Rivers steps down after 25 years of service
Mayor Tommy Rivers, right, received a plaque from the State House of Representatives honoring his years of service to the town.
Williston Mayor Tommy Rivers is a good man.
That sentiment was repeated by friends, family, colleagues and residents during an open house Sunday honoring Rivers, who is leaving office this month after 25 years of service. He was first elected to town council in 1988, and before that served on the school board. His last official council meeting was Monday night.
People flooded the town's fire department to celebrate the man who has led the small community since 1993 - when he replaced former mayor Buddy Brady.
Rivers shook hands and gave hugs as familiar faces voiced their appreciation for his commitment to the town.
Rivers was humble when talking about his career, saying most of his success is due to the great people he's worked with over the years.
"Williston doesn't have a lot of assets, but we have the best people in the world," he said.
When Rivers, 72 with a sharp wit and soothing smile, was first elected mayor, the town was running a deficit. Today, Williston has a $1 million surplus in its reserve fund.
Rivers said the secret to the town's success over the last two decades was a stable town council that worked together and bonded as friends. "We were very close," he said.
Two of those council members, Wanda B. Matthews and Jerry "Tuna" Holmes, are also leaving council this month.
"Tommy is like a father," Holmes said, "We tried to do what was right for Williston."
Matthews said Rivers is her "friend, pharmacist and mentor."
Things weren't always easy, Rivers said, and a lot of times council had to do things that were unpopular. "But you still have to do what you think is right," he said.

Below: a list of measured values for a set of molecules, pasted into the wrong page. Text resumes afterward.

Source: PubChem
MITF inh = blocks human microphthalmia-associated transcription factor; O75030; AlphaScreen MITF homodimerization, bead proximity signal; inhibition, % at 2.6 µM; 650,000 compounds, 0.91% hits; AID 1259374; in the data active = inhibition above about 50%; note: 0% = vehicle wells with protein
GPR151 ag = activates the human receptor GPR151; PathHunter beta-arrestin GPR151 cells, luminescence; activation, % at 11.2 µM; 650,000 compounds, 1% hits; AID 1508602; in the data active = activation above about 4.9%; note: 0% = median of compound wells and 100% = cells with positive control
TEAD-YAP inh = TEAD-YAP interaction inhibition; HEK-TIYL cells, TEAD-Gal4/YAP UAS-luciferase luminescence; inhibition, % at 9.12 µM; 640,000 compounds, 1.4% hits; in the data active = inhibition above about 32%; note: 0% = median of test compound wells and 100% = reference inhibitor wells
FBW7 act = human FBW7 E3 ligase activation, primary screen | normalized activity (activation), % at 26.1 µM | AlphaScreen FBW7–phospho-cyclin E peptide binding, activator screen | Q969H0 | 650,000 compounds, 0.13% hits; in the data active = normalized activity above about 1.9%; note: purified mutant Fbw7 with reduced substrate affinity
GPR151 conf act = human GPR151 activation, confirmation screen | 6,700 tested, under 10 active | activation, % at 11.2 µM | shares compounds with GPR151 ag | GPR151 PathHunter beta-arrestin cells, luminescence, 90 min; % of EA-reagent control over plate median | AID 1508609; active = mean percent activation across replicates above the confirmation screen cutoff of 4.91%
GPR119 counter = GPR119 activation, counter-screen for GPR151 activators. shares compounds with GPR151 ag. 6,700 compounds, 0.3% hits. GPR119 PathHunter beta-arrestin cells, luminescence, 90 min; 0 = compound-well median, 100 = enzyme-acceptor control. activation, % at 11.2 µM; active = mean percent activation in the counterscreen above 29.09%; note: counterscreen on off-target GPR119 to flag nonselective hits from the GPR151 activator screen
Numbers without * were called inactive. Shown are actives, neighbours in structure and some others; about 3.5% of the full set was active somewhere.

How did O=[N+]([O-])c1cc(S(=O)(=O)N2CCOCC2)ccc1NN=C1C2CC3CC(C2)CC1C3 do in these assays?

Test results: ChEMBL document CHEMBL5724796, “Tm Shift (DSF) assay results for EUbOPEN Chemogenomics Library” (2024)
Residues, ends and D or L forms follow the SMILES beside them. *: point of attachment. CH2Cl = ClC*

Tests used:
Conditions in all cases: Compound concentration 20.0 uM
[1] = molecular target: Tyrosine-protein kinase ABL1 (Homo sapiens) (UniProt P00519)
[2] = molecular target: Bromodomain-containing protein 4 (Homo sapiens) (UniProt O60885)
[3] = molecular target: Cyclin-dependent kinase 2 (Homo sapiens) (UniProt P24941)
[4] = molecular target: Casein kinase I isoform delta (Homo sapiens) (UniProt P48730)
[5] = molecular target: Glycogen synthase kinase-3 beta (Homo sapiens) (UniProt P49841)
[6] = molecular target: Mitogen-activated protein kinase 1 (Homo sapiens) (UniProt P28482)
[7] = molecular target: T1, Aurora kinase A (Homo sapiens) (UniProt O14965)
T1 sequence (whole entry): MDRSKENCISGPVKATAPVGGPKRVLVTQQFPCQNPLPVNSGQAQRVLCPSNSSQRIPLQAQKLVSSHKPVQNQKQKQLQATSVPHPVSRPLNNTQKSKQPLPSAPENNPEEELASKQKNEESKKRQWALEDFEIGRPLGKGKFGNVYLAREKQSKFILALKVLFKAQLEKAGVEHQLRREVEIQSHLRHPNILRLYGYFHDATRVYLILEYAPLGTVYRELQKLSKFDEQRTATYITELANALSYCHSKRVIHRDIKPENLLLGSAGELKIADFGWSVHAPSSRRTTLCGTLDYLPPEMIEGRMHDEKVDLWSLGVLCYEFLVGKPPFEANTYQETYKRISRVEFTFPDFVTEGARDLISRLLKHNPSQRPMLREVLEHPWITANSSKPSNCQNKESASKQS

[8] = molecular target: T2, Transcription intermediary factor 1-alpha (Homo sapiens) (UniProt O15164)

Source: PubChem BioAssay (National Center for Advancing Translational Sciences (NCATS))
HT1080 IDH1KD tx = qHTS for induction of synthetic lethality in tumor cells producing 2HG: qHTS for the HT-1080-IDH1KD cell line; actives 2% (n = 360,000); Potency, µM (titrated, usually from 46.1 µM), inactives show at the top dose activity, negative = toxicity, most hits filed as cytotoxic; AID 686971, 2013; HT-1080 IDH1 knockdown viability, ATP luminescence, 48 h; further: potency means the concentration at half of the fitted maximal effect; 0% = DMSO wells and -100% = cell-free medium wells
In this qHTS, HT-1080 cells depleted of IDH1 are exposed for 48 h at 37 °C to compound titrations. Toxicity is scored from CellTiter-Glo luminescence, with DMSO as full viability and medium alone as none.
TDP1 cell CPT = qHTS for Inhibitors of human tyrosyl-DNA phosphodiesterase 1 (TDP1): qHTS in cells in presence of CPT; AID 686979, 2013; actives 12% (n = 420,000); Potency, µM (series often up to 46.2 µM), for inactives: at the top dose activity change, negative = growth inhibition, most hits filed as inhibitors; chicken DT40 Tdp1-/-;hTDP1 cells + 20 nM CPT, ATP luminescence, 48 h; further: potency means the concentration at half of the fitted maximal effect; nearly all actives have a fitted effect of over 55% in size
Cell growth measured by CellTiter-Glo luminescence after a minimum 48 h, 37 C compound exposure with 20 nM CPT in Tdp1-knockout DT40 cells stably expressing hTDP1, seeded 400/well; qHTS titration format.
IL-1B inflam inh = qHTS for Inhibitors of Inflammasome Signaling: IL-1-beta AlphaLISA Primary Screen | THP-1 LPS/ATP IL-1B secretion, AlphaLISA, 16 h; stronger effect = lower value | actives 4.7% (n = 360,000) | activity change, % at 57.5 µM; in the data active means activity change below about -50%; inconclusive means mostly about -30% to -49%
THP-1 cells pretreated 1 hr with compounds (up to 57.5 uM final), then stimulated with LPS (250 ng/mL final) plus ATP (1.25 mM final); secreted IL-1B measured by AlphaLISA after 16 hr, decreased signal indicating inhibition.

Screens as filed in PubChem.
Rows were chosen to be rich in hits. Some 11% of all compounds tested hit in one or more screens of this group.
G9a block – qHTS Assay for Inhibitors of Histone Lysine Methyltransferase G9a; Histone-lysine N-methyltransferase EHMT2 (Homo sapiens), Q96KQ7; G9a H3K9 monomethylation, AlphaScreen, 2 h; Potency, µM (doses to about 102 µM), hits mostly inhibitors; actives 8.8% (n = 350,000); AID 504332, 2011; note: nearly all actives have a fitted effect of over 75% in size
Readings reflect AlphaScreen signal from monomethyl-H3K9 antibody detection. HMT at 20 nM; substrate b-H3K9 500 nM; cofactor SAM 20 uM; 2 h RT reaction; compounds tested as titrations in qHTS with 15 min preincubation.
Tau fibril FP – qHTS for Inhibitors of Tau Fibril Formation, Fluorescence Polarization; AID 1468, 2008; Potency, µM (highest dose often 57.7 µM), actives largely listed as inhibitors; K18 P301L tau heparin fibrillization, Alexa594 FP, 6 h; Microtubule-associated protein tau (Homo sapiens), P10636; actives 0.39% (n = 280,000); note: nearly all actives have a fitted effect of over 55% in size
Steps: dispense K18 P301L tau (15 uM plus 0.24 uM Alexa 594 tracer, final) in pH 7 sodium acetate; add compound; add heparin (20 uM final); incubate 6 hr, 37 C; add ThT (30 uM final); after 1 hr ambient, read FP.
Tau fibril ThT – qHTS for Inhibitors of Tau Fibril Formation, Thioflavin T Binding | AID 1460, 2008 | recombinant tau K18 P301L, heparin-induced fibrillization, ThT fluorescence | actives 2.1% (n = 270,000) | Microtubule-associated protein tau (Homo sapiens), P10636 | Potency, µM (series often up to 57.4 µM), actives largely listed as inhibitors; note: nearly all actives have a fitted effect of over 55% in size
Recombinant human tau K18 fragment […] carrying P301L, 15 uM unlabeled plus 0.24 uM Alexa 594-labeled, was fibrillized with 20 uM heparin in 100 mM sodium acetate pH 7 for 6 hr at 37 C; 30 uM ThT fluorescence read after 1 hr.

Rivers said his proudest accomplishment is the walking trail - built out of an old railroad bed that runs through the heart of town. He also points to the linking of the Elko and Williston water systems, the maintenance building, purchasing two fire trucks and not laying off any employees when the recession hit in 2008 as other highlights of his tenure.
He also reflected on two major fires: the 1993 Christmas Day fire that destroyed the First Baptist Church and the 1995 Williston town fire, which destroyed several buildings along Main Street.
Rivers has been in the pharmacy business since 1970 when he took over the drug store previously operated by Dr. Wallis Cone. Rivers said he plans to continue working at the pharmacy.
"I don't want to retire," he said.
Councilman Jason Stapleton, the man who is replacing Rivers as mayor, was a student intern at Rivers' Pharmacy in 1994. He spoke about the kindness Rivers showed to everyone.
Stapleton said if you were sick on a Sunday, you could call Tommy and he'd make sure you got what you needed from the drug store.
Rivers has been married to his wife, Mary, for 52 years. The couple has three children and eight grandchildren. Rivers said he was thankful for always "having a good woman tell me what to do."
People laughed when Mary told them how she used to give her husband advice about the town and his response would be, "Well, why don't you run for office?"
Rivers' son Chris, who will become a council member in October, said his dad has always been a loving man.
"He loved it (Williston) just like a family," he said, "Anything he ever gave we received back 10 times from the community"
State Rep. Lonnie Hosey, an Elko native who has known Rivers for years, presented a plaque from the State House of Representatives honoring Rivers for his long years of commitment to Williston.
State Senator Brad Hutto was also on hand, and said Rivers has always been kind to him.
Rivers also received a wooden rocking chair with the town's logo, his name and years of service engraved on it.
He said he's leaving office because it's time to pass the reins to a new generation, but that doesn't mean he'll stop caring.
"Sure I'm gonna miss it, I'm nosey and I like to know what's going on," he said.
Rivers' advice for town council: be conservative with taxpayers' money and maintain the quality of life.
"That's our biggest asset, is the citizen," he said.
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